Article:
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Review: 'The Advocates' examines the complexities behind L.A.'s homelessness issue

Review: 'The Advocates' examines the complexities behind L.A.'s homelessness issue
Los Angeles County Supervisor Mark Ridley Thomas, left, and Mayor Eric Garcetti in the documentary "The Advocates." (Cinema Libre Studio)

L.A.’s homelessness crisis is portrayed from the highly personal vantage points of a trio of tireless outreach workers in “The Advocates,” a straight-ahead but affecting documentary that acknowledges the stubborn obstacles inherent in their efforts to make a difference.

With approximately 25% of the country’s half-a-million homeless found on the streets of Los Angeles, Rudy Salinas, a program director at HousingWorks, Claudia Perez, founder of L.A. on Cloud 9, and Monday Night Mission creator Mel Tillekeratne certainly have their plates full.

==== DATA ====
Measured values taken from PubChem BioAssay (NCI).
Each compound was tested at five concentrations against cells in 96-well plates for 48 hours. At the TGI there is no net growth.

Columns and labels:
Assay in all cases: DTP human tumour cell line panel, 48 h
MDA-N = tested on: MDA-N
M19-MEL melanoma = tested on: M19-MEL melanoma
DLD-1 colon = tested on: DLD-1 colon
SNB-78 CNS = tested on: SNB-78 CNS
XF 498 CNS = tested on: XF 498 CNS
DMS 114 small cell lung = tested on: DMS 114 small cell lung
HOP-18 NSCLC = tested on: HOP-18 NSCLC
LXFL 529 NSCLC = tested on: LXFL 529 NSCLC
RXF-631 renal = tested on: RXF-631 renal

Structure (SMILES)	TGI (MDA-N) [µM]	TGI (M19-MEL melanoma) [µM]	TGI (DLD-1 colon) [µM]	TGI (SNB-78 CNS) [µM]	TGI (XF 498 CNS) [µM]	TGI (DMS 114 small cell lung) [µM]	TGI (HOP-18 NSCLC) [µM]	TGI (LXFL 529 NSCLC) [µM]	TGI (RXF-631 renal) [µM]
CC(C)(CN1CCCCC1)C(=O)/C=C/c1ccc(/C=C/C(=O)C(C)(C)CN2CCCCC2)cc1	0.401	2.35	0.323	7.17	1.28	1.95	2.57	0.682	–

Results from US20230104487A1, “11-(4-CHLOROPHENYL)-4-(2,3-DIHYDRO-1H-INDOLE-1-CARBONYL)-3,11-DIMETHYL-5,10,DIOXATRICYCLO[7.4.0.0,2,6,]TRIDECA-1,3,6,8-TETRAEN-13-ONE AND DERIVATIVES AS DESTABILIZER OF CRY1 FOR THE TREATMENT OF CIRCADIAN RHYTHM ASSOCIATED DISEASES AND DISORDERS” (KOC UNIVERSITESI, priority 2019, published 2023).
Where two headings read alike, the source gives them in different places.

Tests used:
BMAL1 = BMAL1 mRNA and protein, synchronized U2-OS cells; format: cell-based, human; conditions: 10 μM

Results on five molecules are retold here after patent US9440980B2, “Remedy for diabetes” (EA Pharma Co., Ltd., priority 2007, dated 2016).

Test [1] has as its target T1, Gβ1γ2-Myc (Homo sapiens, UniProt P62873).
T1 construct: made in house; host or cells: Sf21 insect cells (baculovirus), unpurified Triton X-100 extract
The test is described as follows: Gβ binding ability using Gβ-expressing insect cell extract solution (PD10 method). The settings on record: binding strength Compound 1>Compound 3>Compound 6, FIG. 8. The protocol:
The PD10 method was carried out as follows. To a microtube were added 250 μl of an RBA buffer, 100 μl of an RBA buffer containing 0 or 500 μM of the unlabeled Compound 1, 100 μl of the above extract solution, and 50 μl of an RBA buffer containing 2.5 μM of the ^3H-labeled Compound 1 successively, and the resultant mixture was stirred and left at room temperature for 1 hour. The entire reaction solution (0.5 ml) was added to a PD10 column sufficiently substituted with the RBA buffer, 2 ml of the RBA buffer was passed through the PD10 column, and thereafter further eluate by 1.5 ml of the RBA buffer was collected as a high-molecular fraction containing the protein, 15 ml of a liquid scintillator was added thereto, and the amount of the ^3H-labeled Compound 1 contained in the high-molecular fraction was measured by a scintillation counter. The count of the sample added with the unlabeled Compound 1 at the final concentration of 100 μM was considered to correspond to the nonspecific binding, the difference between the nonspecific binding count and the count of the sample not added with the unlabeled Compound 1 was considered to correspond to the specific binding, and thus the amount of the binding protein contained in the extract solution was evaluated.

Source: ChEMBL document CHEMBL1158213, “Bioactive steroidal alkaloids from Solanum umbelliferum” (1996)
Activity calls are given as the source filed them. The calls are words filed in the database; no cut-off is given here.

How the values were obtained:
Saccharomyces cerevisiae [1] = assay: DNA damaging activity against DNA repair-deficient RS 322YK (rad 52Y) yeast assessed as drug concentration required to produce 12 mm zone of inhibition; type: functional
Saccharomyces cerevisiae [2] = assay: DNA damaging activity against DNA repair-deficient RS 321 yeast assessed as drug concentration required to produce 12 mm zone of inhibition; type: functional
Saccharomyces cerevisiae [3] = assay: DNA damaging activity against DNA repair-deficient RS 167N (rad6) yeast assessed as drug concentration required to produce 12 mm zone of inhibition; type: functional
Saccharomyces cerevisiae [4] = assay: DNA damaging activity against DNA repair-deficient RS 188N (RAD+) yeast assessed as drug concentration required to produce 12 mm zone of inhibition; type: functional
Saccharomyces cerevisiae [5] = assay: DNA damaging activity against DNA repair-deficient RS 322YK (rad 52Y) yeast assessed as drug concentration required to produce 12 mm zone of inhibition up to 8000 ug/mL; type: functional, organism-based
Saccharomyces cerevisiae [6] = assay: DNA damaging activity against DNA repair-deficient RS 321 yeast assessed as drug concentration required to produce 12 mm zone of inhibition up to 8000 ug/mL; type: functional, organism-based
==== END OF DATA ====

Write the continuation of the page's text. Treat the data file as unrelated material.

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While director Remi Kessler has a panel of experts at his disposal, including UCLA law professor emeritus Gary Blasi and veteran L.A. Times columnist Steve Lopez, to provide the simple math leading to where we are today, the situation proves more complex than the escalation of L.A. rents in proportion to the long languishing minimum wage.

Even with the passing of ballot Measures HHH and H, the cold, hard statistics — 64% of the city’s homeless population suffers from either alcohol or drug addiction while an estimated 30% suffers from serious mental illness — mean that housing alone won’t solve the mounting problem.

Until state and local government manage to properly address those root causes, despite their palpable compassion, the likes of Salinas and Perez are all too aware that, as Lopez puts it, “we are all in a sinking boat and we’re baling it with a measuring spoon.”

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‘The Advocates’

Not rated

Running time: 1 hour, 26 minutes

Playing: Laemmle Monica Film Center, Santa Monica

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